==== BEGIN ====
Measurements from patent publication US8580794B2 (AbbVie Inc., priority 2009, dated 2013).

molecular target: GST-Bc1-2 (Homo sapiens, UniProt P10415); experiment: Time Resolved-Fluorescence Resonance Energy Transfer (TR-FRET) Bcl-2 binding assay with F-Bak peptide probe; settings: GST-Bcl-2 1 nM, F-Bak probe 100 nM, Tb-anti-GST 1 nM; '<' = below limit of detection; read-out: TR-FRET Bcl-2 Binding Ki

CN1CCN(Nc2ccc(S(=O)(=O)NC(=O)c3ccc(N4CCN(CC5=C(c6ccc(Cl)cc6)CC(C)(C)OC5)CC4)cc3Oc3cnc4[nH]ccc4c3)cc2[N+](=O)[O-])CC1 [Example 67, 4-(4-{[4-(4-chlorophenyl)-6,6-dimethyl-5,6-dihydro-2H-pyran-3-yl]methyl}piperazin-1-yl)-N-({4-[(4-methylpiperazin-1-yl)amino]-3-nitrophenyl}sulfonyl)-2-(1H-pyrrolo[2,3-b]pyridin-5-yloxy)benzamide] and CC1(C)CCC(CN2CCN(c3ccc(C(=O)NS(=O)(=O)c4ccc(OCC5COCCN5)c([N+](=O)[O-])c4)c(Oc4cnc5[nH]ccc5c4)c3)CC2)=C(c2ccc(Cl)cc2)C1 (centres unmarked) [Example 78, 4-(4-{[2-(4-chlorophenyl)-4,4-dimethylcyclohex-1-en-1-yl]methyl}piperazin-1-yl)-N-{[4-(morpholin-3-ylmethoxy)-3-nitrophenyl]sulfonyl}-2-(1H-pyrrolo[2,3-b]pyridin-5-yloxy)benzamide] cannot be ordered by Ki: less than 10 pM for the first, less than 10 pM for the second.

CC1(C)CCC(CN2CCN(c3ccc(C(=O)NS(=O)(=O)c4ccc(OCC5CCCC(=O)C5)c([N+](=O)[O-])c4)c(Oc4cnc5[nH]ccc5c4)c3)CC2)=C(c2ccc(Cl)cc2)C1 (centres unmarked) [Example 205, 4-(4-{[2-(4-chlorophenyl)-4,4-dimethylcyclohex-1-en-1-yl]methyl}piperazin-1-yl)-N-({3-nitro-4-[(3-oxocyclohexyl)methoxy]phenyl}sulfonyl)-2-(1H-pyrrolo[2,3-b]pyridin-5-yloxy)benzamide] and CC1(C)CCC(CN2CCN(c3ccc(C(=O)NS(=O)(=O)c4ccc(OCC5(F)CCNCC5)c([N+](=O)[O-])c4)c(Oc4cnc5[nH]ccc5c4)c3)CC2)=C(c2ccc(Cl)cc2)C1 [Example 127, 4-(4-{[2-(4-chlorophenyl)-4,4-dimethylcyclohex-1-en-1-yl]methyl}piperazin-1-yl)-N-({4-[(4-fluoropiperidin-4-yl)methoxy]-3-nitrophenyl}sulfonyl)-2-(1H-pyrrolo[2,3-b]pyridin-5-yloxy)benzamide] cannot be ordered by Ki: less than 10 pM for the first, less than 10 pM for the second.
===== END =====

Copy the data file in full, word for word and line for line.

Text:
Measurements from patent publication US8580794B2 (AbbVie Inc., priority 2009, dated 2013).

molecular target: GST-Bc1-2 (Homo sapiens, UniProt P10415); experiment: Time Resolved-Fluorescence Resonance Energy Transfer (TR-FRET) Bcl-2 binding assay with F-Bak peptide probe; settings: GST-Bcl-2 1 nM, F-Bak probe 100 nM, Tb-anti-GST 1 nM; '<' = below limit of detection; read-out: TR-FRET Bcl-2 Binding Ki

CN1CCN(Nc2ccc(S(=O)(=O)NC(=O)c3ccc(N4CCN(CC5=C(c6ccc(Cl)cc6)CC(C)(C)OC5)CC4)cc3Oc3cnc4[nH]ccc4c3)cc2[N+](=O)[O-])CC1 [Example 67, 4-(4-{[4-(4-chlorophenyl)-6,6-dimethyl-5,6-dihydro-2H-pyran-3-yl]methyl}piperazin-1-yl)-N-({4-[(4-methylpiperazin-1-yl)amino]-3-nitrophenyl}sulfonyl)-2-(1H-pyrrolo[2,3-b]pyridin-5-yloxy)benzamide] and CC1(C)CCC(CN2CCN(c3ccc(C(=O)NS(=O)(=O)c4ccc(OCC5COCCN5)c([N+](=O)[O-])c4)c(Oc4cnc5[nH]ccc5c4)c3)CC2)=C(c2ccc(Cl)cc2)C1 (centres unmarked) [Example 78, 4-(4-{[2-(4-chlorophenyl)-4,4-dimethylcyclohex-1-en-1-yl]methyl}piperazin-1-yl)-N-{[4-(morpholin-3-ylmethoxy)-3-nitrophenyl]sulfonyl}-2-(1H-pyrrolo[2,3-b]pyridin-5-yloxy)benzamide] cannot be ordered by Ki: less than 10 pM for the first, less than 10 pM for the second.

CC1(C)CCC(CN2CCN(c3ccc(C(=O)NS(=O)(=O)c4ccc(OCC5CCCC(=O)C5)c([N+](=O)[O-])c4)c(Oc4cnc5[nH]ccc5c4)c3)CC2)=C(c2ccc(Cl)cc2)C1 (centres unmarked) [Example 205, 4-(4-{[2-(4-chlorophenyl)-4,4-dimethylcyclohex-1-en-1-yl]methyl}piperazin-1-yl)-N-({3-nitro-4-[(3-oxocyclohexyl)methoxy]phenyl}sulfonyl)-2-(1H-pyrrolo[2,3-b]pyridin-5-yloxy)benzamide] and CC1(C)CCC(CN2CCN(c3ccc(C(=O)NS(=O)(=O)c4ccc(OCC5(F)CCNCC5)c([N+](=O)[O-])c4)c(Oc4cnc5[nH]ccc5c4)c3)CC2)=C(c2ccc(Cl)cc2)C1 [Example 127, 4-(4-{[2-(4-chlorophenyl)-4,4-dimethylcyclohex-1-en-1-yl]methyl}piperazin-1-yl)-N-({4-[(4-fluoropiperidin-4-yl)methoxy]-3-nitrophenyl}sulfonyl)-2-(1H-pyrrolo[2,3-b]pyridin-5-yloxy)benzamide] cannot be ordered by Ki: less than 10 pM for the first, less than 10 pM for the second.